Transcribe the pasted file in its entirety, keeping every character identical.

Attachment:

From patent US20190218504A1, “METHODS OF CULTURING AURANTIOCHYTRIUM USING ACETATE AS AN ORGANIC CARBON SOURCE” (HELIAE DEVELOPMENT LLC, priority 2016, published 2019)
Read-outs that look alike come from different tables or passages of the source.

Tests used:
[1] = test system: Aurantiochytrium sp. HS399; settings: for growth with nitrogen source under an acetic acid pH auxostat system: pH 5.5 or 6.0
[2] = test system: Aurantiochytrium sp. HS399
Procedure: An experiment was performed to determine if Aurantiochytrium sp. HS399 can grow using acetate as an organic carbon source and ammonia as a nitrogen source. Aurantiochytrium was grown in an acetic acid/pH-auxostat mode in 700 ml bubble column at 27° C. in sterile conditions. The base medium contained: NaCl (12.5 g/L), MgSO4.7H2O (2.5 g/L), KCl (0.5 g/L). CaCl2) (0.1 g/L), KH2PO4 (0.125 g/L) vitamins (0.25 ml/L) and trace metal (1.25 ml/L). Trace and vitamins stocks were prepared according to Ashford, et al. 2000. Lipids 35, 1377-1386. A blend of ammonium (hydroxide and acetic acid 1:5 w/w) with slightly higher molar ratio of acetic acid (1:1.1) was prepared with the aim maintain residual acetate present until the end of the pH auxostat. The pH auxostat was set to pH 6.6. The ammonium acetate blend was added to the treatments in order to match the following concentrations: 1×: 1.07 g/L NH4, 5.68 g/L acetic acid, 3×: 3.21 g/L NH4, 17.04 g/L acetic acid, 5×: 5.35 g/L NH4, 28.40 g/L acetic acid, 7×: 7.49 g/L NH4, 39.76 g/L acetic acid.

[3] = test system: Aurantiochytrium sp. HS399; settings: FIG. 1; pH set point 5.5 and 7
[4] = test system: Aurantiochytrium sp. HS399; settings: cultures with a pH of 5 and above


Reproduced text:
From patent US20190218504A1, “METHODS OF CULTURING AURANTIOCHYTRIUM USING ACETATE AS AN ORGANIC CARBON SOURCE” (HELIAE DEVELOPMENT LLC, priority 2016, published 2019)
Read-outs that look alike come from different tables or passages of the source.

Tests used:
[1] = test system: Aurantiochytrium sp. HS399; settings: for growth with nitrogen source under an acetic acid pH auxostat system: pH 5.5 or 6.0
[2] = test system: Aurantiochytrium sp. HS399
Procedure: An experiment was performed to determine if Aurantiochytrium sp. HS399 can grow using acetate as an organic carbon source and ammonia as a nitrogen source. Aurantiochytrium was grown in an acetic acid/pH-auxostat mode in 700 ml bubble column at 27° C. in sterile conditions. The base medium contained: NaCl (12.5 g/L), MgSO4.7H2O (2.5 g/L), KCl (0.5 g/L). CaCl2) (0.1 g/L), KH2PO4 (0.125 g/L) vitamins (0.25 ml/L) and trace metal (1.25 ml/L). Trace and vitamins stocks were prepared according to Ashford, et al. 2000. Lipids 35, 1377-1386. A blend of ammonium (hydroxide and acetic acid 1:5 w/w) with slightly higher molar ratio of acetic acid (1:1.1) was prepared with the aim maintain residual acetate present until the end of the pH auxostat. The pH auxostat was set to pH 6.6. The ammonium acetate blend was added to the treatments in order to match the following concentrations: 1×: 1.07 g/L NH4, 5.68 g/L acetic acid, 3×: 3.21 g/L NH4, 17.04 g/L acetic acid, 5×: 5.35 g/L NH4, 28.40 g/L acetic acid, 7×: 7.49 g/L NH4, 39.76 g/L acetic acid.

[3] = test system: Aurantiochytrium sp. HS399; settings: FIG. 1; pH set point 5.5 and 7
[4] = test system: Aurantiochytrium sp. HS399; settings: cultures with a pH of 5 and above